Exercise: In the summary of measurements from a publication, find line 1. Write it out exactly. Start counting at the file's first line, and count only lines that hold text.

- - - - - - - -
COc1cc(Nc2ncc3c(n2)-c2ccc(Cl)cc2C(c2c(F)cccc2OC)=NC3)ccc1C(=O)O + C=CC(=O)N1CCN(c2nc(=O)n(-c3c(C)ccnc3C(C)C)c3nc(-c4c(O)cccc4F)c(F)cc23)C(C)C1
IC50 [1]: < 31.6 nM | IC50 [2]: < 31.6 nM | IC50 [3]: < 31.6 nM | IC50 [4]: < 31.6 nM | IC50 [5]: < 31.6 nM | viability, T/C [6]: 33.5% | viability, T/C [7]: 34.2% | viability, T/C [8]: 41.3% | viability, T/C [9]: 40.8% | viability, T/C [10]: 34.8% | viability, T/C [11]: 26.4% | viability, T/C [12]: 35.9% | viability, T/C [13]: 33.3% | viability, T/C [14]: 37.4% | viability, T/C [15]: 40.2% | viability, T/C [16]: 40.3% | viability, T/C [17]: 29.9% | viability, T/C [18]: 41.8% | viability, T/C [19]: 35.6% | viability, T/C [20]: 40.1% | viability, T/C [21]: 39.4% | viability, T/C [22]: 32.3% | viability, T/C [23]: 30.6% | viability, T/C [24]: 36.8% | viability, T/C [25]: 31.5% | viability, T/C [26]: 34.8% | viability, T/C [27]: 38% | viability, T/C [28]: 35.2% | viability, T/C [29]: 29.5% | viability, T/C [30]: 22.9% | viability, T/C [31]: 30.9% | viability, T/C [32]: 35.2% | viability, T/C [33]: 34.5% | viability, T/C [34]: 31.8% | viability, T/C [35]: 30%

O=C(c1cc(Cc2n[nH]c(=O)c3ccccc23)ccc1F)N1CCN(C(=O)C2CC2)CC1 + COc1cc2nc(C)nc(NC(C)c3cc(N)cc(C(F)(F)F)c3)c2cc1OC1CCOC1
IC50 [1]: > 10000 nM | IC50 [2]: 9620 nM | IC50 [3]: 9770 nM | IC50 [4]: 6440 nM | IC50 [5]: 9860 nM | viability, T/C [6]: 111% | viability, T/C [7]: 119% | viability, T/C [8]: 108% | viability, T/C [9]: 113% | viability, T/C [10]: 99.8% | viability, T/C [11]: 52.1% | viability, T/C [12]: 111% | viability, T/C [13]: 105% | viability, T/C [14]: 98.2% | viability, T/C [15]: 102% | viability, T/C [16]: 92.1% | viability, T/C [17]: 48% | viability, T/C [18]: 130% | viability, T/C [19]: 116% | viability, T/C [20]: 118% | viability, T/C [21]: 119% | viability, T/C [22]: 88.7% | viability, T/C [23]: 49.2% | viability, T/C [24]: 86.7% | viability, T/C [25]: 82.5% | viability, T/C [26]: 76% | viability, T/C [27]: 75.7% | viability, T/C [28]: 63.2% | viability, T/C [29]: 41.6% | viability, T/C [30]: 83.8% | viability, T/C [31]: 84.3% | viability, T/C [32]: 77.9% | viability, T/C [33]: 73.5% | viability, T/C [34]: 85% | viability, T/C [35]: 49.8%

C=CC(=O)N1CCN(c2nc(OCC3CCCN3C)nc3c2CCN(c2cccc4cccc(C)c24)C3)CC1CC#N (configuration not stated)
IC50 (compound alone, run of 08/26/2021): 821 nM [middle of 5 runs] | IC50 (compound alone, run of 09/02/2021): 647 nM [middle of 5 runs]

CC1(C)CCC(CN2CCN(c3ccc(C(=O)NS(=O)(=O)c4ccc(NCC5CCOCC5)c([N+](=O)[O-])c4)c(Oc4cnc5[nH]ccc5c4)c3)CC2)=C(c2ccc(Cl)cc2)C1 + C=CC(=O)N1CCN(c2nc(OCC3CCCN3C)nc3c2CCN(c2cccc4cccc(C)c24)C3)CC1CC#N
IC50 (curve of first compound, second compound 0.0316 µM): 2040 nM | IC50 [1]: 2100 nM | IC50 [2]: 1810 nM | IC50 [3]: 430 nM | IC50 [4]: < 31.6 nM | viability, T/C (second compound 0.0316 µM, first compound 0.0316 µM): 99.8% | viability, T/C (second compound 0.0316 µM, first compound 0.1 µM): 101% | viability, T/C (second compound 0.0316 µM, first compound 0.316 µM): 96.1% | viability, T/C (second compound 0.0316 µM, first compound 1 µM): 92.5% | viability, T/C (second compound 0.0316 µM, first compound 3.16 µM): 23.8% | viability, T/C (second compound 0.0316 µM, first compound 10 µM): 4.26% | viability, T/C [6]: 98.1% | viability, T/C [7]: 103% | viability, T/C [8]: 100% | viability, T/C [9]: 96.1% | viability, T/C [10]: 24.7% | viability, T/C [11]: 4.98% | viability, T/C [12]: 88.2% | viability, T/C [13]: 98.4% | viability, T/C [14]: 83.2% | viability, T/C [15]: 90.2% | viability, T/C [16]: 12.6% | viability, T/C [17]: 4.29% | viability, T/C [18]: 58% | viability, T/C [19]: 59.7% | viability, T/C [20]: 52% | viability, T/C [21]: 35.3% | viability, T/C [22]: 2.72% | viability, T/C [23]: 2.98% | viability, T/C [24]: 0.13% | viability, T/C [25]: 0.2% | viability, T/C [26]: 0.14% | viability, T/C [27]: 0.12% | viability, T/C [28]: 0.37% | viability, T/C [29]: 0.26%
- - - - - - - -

COc1cc(Nc2ncc3c(n2)-c2ccc(Cl)cc2C(c2c(F)cccc2OC)=NC3)ccc1C(=O)O + C=CC(=O)N1CCN(c2nc(=O)n(-c3c(C)ccnc3C(C)C)c3nc(-c4c(O)cccc4F)c(F)cc23)C(C)C1